PerspectivePHASE TRANSITIONS

Snapshots of a light-triggered transition

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Science  22 Jan 2021:
Vol. 371, Issue 6527, pp. 341-342
DOI: 10.1126/science.abf1406

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Summary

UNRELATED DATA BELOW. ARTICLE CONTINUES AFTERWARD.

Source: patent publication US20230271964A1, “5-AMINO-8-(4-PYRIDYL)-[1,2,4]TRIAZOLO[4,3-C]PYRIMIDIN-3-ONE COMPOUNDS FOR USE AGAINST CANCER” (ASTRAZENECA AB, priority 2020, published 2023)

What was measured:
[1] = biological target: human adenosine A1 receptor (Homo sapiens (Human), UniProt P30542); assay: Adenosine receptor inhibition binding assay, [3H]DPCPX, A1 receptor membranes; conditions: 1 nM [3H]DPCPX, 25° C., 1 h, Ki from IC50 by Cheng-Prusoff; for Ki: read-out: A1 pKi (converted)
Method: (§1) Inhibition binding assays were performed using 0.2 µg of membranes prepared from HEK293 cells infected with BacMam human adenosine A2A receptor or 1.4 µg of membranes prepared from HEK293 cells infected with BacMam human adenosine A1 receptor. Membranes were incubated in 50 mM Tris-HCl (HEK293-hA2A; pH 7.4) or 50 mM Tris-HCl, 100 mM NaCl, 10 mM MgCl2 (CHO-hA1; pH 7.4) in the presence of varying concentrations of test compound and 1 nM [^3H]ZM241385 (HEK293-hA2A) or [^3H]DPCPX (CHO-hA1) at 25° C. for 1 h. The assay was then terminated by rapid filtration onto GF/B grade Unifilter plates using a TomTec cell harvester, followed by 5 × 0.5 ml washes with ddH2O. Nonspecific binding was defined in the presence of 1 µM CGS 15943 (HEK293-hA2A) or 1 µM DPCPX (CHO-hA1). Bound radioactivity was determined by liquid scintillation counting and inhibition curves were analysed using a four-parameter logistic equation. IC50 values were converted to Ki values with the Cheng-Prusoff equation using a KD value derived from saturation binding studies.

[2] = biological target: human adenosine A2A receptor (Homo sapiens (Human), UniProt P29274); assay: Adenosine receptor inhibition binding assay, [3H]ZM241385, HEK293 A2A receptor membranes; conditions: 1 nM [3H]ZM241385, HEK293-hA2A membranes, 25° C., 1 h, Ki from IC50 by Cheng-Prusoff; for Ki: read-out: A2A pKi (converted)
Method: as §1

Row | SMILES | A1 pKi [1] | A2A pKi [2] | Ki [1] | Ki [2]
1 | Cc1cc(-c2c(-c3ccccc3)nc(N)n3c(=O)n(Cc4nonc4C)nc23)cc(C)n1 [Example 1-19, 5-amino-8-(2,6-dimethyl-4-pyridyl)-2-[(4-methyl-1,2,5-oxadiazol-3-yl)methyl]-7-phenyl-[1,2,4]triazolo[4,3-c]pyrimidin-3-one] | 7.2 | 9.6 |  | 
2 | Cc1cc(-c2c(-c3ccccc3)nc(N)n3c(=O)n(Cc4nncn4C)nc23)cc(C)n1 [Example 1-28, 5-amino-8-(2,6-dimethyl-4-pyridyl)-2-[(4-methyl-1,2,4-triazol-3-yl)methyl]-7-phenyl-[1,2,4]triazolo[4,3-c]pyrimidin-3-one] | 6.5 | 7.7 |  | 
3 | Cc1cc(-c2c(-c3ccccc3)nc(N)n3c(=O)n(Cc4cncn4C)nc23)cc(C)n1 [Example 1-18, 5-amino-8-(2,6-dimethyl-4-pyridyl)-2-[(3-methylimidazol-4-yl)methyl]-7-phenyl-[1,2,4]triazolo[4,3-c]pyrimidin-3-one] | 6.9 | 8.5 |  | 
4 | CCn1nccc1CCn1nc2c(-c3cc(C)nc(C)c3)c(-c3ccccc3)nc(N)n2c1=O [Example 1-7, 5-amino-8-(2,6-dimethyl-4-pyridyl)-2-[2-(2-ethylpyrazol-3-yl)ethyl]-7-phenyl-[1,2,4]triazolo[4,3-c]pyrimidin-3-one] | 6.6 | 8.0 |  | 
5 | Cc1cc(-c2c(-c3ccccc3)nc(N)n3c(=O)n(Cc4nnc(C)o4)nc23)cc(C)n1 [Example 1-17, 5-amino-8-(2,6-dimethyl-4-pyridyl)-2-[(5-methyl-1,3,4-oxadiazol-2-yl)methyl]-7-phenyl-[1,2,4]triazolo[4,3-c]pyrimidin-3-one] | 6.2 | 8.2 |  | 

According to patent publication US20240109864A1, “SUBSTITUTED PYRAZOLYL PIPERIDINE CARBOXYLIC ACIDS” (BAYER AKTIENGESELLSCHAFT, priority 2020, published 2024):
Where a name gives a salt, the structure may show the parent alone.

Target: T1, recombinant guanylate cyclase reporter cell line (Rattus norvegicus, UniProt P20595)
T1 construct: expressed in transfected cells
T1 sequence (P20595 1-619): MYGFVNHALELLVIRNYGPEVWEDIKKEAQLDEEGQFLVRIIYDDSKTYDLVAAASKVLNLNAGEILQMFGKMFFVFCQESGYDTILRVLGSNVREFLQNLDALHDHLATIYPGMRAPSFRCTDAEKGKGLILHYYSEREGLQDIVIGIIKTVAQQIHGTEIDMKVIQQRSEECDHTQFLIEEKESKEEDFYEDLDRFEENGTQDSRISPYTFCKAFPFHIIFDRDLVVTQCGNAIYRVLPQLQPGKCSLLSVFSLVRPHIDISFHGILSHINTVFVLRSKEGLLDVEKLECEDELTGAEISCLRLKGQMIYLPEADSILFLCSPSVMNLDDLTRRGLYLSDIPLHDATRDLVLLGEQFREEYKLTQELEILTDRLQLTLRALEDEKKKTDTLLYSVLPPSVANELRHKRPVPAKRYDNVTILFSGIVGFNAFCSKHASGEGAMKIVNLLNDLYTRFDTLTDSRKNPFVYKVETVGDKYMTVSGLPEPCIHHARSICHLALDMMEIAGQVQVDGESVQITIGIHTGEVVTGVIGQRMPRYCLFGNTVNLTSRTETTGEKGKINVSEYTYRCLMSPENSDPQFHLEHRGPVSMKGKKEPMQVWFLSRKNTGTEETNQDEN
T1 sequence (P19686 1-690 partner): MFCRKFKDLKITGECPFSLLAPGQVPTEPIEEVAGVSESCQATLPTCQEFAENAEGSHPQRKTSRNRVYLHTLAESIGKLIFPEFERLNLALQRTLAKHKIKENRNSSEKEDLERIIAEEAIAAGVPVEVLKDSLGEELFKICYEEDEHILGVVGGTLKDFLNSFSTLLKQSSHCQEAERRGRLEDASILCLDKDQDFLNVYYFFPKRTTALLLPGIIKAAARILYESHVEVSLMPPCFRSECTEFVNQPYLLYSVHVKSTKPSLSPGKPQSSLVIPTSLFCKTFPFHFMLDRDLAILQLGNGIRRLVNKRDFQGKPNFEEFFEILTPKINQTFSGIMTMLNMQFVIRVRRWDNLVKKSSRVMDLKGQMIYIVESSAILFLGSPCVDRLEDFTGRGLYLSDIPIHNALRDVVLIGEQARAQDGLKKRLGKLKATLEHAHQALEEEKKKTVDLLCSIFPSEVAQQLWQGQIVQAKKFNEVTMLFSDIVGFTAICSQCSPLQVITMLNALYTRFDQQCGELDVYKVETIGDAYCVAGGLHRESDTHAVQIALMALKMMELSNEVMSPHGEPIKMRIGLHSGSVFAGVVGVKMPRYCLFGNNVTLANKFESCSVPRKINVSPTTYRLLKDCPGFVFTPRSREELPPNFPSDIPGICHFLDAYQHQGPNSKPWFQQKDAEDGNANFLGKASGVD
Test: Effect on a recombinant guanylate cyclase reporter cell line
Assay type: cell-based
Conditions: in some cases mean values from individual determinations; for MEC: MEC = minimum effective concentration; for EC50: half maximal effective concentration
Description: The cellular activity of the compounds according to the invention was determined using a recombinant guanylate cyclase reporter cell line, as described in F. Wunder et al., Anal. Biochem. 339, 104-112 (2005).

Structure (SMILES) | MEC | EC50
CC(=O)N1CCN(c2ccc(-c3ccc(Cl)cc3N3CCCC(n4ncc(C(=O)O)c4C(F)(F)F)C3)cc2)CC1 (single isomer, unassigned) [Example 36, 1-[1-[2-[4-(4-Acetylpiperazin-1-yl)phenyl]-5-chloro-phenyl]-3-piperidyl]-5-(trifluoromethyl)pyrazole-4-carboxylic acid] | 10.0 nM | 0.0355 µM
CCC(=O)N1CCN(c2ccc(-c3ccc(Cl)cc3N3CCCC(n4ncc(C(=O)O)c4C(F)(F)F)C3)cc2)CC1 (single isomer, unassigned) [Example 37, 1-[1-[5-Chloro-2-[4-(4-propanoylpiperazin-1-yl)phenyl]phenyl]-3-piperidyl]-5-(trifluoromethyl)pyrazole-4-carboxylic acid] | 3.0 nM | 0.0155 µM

In an iconic 1964 photo of a bullet piercing an apple, Harold “Doc” Edgerton captured a snapshot that took a mere millionth of a second (1). The same working principle behind his highspeed images have been adopted today to study the evolution of ordered states of matter after excitation by extremely short light pulses. To trace the time evolution of these ordered states after excitation, in which the atoms move on the femto- to pico second time scale (10−12 to 10−15 s), images need to be taken with both extraordinary temporal and spatial resolution. On page 371 of this issue, Danz et al. (2) show that this goal can be accomplished using time-resolved dark-field electron microscopy by obtaining real-space snapshots of a charge density wave phase transition triggered with pulses of light.

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